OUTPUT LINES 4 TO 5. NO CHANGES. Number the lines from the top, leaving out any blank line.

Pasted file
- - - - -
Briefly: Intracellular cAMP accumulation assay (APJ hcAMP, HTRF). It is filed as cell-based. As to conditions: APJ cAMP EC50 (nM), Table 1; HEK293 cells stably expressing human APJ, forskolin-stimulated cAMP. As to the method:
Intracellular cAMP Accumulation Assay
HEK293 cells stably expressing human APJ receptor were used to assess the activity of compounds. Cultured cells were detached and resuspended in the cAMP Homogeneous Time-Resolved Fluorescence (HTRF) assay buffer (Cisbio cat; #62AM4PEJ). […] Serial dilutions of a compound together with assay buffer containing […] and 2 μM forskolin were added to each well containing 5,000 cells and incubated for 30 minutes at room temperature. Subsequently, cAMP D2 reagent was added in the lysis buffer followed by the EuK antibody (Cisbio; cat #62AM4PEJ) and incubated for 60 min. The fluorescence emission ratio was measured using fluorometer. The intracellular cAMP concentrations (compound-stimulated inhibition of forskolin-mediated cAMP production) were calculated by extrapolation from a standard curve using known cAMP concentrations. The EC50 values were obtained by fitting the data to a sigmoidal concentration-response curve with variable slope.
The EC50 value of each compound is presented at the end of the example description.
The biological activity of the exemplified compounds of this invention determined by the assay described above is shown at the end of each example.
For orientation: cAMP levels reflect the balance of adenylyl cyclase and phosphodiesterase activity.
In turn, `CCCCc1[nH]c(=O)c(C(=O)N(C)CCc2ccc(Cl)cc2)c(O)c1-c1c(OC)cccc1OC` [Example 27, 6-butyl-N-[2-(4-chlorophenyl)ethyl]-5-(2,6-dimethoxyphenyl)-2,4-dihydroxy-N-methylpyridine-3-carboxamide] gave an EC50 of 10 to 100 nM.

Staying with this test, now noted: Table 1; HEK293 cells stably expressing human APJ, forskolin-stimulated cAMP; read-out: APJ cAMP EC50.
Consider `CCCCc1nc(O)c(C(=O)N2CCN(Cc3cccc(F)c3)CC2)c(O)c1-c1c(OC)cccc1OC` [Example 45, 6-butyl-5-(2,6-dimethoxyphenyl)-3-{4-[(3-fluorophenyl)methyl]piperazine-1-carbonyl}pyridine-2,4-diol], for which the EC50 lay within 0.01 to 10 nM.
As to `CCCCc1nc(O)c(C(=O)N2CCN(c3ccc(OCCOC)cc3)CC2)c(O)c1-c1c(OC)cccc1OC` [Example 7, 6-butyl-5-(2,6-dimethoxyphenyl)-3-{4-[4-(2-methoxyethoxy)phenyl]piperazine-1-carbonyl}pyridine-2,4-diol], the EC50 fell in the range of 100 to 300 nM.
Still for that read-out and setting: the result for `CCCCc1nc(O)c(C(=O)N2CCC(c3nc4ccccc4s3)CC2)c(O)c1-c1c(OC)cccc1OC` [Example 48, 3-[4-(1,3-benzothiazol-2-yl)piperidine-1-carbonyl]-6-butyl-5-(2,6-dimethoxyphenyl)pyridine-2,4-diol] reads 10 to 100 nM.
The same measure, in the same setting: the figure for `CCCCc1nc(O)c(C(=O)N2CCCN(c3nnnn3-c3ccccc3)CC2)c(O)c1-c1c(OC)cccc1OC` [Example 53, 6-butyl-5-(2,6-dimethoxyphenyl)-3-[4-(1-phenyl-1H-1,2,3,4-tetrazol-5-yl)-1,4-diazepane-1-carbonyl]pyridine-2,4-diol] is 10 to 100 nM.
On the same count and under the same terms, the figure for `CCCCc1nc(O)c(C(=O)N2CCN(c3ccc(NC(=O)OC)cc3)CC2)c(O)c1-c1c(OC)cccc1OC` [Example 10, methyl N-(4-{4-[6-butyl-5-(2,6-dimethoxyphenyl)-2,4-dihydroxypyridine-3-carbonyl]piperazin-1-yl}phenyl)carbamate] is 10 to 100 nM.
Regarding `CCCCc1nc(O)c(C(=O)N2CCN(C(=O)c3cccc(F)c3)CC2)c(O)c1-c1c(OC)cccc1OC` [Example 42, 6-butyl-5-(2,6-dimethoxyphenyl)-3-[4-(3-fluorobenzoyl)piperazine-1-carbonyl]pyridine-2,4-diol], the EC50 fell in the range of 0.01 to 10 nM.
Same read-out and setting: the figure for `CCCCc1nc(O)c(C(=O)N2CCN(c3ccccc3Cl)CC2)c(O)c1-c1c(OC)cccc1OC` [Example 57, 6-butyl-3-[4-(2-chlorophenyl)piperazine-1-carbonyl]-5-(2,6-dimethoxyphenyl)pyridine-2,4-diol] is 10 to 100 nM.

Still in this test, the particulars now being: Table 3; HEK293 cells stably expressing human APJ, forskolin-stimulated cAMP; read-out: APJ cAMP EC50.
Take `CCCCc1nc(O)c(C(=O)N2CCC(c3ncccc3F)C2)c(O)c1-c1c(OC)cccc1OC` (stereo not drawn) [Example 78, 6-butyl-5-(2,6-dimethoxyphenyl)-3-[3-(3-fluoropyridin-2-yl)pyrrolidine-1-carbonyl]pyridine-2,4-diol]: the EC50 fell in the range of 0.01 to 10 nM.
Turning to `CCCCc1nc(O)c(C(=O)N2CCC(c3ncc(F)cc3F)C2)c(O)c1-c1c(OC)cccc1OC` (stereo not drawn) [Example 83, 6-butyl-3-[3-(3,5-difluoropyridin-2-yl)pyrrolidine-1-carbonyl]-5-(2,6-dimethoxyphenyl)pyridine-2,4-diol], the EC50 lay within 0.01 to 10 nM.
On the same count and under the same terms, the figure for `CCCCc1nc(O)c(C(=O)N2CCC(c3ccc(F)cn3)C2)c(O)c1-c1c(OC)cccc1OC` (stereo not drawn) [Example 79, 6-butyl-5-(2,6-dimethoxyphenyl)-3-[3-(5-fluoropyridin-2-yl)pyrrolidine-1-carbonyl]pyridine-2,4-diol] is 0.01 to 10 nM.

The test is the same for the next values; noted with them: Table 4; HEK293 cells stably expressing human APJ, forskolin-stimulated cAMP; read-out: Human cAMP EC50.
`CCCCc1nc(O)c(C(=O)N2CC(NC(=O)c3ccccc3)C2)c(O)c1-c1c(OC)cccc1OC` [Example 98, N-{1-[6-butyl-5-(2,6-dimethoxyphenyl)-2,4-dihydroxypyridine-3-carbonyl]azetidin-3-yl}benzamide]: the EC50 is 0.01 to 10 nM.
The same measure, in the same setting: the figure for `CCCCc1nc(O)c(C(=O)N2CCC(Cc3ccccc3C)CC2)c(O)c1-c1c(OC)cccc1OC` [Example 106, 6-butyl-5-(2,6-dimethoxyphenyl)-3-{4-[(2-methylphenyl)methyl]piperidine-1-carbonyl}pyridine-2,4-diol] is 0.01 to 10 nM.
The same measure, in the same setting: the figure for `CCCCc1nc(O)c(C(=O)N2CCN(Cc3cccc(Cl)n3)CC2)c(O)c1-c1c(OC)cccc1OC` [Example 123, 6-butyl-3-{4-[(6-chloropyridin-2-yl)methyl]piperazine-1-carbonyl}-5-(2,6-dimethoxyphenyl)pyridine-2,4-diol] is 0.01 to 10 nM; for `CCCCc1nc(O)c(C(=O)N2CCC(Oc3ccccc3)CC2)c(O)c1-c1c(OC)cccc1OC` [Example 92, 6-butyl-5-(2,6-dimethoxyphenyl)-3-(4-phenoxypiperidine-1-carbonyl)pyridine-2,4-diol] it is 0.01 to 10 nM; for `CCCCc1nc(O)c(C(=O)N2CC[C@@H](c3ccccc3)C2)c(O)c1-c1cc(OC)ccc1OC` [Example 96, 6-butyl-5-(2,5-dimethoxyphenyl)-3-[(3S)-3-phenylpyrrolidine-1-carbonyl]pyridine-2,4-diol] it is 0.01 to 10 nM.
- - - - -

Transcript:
The EC50 value of each compound is presented at the end of the example description.
The biological activity of the exemplified compounds of this invention determined by the assay described above is shown at the end of each example.